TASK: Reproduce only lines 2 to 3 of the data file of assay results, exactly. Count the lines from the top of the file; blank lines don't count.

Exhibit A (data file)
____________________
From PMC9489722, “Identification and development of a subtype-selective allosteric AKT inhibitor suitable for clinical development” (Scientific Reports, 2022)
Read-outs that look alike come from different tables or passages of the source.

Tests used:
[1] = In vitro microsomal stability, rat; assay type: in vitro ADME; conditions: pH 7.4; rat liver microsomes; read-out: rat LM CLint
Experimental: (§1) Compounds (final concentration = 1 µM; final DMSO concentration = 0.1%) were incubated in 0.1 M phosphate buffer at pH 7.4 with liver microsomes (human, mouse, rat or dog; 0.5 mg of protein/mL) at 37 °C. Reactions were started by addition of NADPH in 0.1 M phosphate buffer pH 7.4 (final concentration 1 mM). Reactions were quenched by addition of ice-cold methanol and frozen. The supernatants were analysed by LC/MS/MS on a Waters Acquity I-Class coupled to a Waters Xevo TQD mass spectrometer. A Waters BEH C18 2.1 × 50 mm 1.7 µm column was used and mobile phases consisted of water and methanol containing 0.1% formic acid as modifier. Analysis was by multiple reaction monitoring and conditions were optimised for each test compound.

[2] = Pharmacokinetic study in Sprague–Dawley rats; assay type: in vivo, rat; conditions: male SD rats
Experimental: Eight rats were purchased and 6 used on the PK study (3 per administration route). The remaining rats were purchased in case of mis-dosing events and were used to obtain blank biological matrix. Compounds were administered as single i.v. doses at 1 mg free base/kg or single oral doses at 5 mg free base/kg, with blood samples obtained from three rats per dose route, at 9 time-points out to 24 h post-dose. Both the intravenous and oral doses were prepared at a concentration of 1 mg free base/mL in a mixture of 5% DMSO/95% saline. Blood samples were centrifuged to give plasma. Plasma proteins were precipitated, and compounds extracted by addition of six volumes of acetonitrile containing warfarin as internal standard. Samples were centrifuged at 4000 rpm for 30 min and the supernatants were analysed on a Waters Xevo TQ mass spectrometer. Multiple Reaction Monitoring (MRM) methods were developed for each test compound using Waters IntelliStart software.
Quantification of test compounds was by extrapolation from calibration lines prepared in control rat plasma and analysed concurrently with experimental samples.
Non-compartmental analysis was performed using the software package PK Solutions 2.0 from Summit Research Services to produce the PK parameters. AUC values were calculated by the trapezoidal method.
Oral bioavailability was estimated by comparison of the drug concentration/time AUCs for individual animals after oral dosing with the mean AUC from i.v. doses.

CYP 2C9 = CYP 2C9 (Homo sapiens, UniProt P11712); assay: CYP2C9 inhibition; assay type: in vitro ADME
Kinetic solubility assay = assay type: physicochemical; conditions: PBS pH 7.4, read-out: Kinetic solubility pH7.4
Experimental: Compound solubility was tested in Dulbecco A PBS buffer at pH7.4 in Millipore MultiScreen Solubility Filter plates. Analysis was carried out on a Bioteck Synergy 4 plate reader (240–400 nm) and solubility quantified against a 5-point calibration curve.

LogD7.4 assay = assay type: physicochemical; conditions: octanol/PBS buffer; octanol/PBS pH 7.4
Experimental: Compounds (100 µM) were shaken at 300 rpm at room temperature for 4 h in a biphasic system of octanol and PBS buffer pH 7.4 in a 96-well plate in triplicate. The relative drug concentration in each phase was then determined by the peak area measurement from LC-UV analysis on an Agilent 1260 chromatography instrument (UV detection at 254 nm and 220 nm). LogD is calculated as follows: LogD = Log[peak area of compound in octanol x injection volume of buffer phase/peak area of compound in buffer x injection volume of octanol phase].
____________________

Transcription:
Read-outs that look alike come from different tables or passages of the source.

Tests used: